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‘As a woman, coming from a predominantly male dominated industry of construction and transitioning into the banking sector made sense, when having a family became priority.’
These were the words of BSP Head of Support Services Alicia Sahib when encouraging women to be part of the corporate world despite odds.
Becoming aware of my gender and biases that come with it only became known when joining the corporate world as I was oblivious to it when walking around in hardhats and safety boots at construction sites or in project meetings with the ‘construction guys’. These two industries are world apart and we generally falsely assume that gender bias would be in industries we perceive as masculine’.
This is a shared experience amongst three women who have construction background and who have transitioned to the banking world after starting their new families. We accepted that it was time for ‘tools down’. But this is not entirely true because despite walking around in our high heels, make up and corporate uniform, we are still visiting construction sites, working alongside peers from the construction industry, such as engineers, geotechs, architects, electricians, air conditioning technicians, surveyors and others. So in fairness, we have the best of both worlds.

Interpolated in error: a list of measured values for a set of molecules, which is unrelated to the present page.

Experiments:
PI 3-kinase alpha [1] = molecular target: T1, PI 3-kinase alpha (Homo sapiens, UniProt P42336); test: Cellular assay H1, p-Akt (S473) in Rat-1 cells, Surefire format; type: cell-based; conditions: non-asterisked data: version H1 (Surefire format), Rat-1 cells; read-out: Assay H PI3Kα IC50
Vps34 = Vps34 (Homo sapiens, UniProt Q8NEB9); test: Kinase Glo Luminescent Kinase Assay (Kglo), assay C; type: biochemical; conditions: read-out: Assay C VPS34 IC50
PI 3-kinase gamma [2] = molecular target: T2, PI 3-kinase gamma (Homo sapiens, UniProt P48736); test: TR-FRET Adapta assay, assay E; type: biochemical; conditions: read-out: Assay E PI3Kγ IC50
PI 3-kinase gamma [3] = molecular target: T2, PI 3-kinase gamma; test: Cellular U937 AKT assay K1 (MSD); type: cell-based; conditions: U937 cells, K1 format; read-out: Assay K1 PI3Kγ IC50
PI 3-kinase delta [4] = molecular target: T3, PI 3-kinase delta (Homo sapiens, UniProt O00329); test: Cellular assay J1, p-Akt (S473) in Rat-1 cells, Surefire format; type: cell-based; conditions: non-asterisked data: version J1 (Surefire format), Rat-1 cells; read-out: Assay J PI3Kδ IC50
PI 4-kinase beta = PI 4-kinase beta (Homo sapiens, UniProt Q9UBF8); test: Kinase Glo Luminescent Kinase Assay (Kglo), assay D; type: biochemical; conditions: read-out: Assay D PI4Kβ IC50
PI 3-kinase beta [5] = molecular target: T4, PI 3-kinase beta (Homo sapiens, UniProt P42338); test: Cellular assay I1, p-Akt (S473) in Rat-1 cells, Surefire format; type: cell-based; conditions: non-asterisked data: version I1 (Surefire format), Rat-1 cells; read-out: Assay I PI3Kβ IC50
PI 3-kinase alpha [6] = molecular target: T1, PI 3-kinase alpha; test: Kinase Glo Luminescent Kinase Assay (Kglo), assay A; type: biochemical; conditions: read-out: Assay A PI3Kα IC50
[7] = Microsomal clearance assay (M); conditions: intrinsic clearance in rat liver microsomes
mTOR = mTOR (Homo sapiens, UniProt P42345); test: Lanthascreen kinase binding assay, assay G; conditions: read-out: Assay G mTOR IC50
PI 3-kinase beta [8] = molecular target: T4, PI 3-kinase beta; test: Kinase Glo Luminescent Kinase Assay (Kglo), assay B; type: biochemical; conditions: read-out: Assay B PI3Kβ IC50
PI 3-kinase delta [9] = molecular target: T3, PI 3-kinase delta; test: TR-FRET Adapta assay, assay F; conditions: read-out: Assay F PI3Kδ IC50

We are part of the management team of Support Services in BSP PNG. Our Business Unit manage construction projects from design to completion, properties, fleet, mail room, logistics, building services and archiving for the bank amongst other things.
This team used to be predominately male almost nine years ago. It has taken us sometime to realise and see this as an achievement because on a personal level we always advocate for the best person for the job but in light of the International Women’s Day celebrations, this year we are looking at things differently. When selecting individuals to join our management team, we have stuck to our core belief that talented individuals with the right attitude would be the best fit for the team and from a good basewe can build anything.
Only a few of us have any form of degree and diploma, our average age is 38, all except one are parents and between us all we have 97 years of experience in BSP. Three of us, all women, are from the construction field who transitioned to banking. We tend to ‘baby the boys’ and are known for our tough yet nurturing leadership style.
So while the common saying of ‘the best man for the job’ is still used by most, we say with tongue-in-check that ‘the best man for the job is a woman’. This does not go without acknowledging the great men whose shoulder we have stood on and who have believed in us to help us progress in our lives from obtaining an education to being able to provide for our families.